2-YEAR A.A.R.

Kevin Drum asks an interesting question about President Bush and his anti-terrorism policies:

It’s impossible to tell what really motivates him, just as it’s impossible to tell how much his policies are driven by genuine conviction vs. how much they are driven simply by crass electoral considerations.

And so I dither. In an age where nuclear weapons are, if not easy to come by, at least possible to come by, an aggressive military posture toward radical Islamic terrorism makes perfect sense — if it will work. Keeping a strong American presence in Iraq to ensure security and guide them toward some kind of democracy makes perfect sense — if it will work. And insisting on the obliteration of terrorist groups like Hamas as a precursor to a Palestinian state makes perfect sense — if it will work.

But will it work? And is George Bush the kind of person who is willing to look at the facts on the ground and change his policies if they aren’t working? Or does “firmness” demand that he pursue his policies forever regardless of success or failure?

Let’s take these in reverse. It’s rather clear from the criticisms that come from his own core constituency that Bush will change his policies based on changing circumstances; the criticism from both left and right is that he does this while pretending that he’s staying the course and was right all along.

As to whether using violence to stop terrorism will work, that’s an excellent question. Clearly, dead terrorists are much less dangerous than live ones. But killing terrorists can also breed new ones. In all candor, I don’t think anyone knows the answer to this one. The Brits haven’t figured it out, and they’ve tried both force and diplomacy. Ditto the Israelis. I’m hoping that systematic targeting of terrorist cells combined with a plan to establish civil society in their breeding grounds will do the trick. But, unlike traditional combat ops, I’m not sure how we even go about evaluating success, let alone creating an exit strategy. We’ve now gone two years without a major terrorist attack on U.S. soil. That could end before this post is finished; it could continue for several more years.

I don’t know what motivates anyone, let alone a man I’ve never met. My sense of George W. Bush is that he’s incredibly blase and pragmatic/opportunistic toward issues he’s not passionate about and operates with a near-missionary zeal on those few things he truly cares about. He’s much like Ronald Reagan in that regard. Reagan talked about issues near and dear to the cultural conservatives but did nothing about those issues. But he was adament about fighting communism, big defense budgets, and deregulating the economy (although he did engage in some anti-Japanese protectionism). He was able to get much of that done. How about GWB? My sense is:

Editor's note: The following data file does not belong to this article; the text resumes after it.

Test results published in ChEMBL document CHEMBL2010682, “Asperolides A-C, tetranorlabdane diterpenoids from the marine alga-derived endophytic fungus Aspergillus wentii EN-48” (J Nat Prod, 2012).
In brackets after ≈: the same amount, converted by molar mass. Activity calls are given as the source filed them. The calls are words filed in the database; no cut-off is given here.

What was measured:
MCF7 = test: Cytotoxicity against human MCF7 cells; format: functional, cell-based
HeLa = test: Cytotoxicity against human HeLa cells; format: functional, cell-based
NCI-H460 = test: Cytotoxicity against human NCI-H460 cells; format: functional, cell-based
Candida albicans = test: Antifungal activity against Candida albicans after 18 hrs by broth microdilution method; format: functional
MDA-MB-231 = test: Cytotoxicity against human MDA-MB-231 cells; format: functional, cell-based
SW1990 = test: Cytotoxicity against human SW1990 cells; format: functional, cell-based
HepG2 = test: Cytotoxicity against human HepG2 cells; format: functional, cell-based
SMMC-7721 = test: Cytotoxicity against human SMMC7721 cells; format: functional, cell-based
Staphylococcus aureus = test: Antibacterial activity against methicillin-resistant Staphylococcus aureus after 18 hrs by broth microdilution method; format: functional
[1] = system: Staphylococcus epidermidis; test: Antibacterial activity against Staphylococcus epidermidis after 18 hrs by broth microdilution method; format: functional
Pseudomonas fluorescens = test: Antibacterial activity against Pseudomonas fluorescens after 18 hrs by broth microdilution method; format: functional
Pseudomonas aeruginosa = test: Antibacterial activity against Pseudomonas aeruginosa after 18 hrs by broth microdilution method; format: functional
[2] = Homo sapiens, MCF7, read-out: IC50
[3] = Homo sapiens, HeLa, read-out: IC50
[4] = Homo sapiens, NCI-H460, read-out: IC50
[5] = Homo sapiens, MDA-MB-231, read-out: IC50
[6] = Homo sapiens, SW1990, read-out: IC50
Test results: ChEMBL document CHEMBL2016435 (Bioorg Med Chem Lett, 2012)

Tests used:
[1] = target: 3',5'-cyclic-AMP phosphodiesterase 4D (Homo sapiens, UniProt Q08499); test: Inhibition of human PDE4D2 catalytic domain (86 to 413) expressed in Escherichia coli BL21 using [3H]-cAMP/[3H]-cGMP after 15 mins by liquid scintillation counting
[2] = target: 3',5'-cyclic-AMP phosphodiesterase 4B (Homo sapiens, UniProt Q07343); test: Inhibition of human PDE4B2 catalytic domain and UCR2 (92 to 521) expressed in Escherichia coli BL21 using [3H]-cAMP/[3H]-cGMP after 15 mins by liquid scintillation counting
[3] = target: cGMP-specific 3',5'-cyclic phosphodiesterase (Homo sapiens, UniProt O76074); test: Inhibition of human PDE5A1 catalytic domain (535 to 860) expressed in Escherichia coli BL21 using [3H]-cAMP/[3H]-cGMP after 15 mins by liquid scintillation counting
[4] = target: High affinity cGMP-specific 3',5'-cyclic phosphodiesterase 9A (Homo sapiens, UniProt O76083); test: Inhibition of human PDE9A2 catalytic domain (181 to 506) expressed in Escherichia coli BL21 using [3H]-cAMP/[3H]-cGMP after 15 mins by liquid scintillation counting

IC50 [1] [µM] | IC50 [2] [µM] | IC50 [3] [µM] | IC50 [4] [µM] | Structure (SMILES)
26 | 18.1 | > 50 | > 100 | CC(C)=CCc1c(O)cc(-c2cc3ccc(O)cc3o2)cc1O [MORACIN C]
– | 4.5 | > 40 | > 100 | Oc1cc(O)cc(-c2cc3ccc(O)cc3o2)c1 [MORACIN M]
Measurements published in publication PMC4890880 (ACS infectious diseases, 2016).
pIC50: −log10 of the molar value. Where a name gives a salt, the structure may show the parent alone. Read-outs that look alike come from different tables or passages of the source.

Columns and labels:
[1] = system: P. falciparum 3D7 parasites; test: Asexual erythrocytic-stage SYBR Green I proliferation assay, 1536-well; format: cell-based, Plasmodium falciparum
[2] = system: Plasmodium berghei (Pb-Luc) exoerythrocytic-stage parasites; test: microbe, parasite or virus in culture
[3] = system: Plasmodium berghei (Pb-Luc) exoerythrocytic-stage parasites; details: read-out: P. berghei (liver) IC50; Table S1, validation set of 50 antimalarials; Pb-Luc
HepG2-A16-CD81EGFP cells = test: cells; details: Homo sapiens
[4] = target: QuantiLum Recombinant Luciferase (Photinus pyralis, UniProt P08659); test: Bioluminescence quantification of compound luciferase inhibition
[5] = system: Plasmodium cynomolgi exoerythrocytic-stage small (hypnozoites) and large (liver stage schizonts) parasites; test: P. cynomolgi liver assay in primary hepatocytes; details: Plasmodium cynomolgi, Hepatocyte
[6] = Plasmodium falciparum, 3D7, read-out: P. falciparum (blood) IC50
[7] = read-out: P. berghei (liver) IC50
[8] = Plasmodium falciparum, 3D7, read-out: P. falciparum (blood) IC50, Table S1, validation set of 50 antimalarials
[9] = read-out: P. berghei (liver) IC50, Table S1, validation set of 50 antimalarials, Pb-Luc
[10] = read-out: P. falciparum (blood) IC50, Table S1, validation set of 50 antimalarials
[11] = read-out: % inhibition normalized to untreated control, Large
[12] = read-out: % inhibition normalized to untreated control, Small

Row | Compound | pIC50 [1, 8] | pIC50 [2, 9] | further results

• Free trade: He sort of believes but he’s not passionate. So, if Karl Rove can persuade him that some steel tarrifs won’t do much harm but they’ll help him get votes so he can do the stuff he cares about, he’ll go along.
  • Judicial nominees: He’d like to see “Anthony” Scalia types on the bench, but he’ll settle for a campaign issue.
  • The economy: He’s zealously commited to tax cuts. Tax cuts solve all problems. And the economy can get you un-re-elected (see Dad), so you have to do stuff to pretend that you’re trying to fix it, even though you’re pretty sure it won’t work.
  • Terrorism: He believes this is his ultimate test and he’s committed with literally a missionary zeal. This doesn’t mean he’s above using “terrorism” in much the way Cold War era Republicans used “national security” as a tool to get his way on other issues. But he’s consumed by this one.
  • The Axis of Evil: He truly believes Saddam is/was an evil man who had to be deposed. I think he believed that before 9/11. But 9/11 also fundamentally changed his world view (see the Kaplan piece). He now believes that, as the WWII generation learned with Hitler, allowing evil men with the capability to do harm in power is unacceptable. Military force was appropriate for dealing with Saddam because the upside was huge and the downside was slim. With North Korea, now that they have nukes, the downside is pretty damned steep. And he’s hoping Iran solves itself from within.

So, I see Bush as a complicated man who is passionate on terrorism and largely believes what he’s saying there. But he’s also a pretty cunning politician for someone with relatively little experience. He’s clearly learned a lot from his dad’s failure to win re-election and is willing to listen to his political advisors on the issues outside his core. Which, ironically, is very similar to Bill Clinton–except that I don’t think Clinton had a core. Except, again ironically, free trade.

FILED UNDER: Terrorism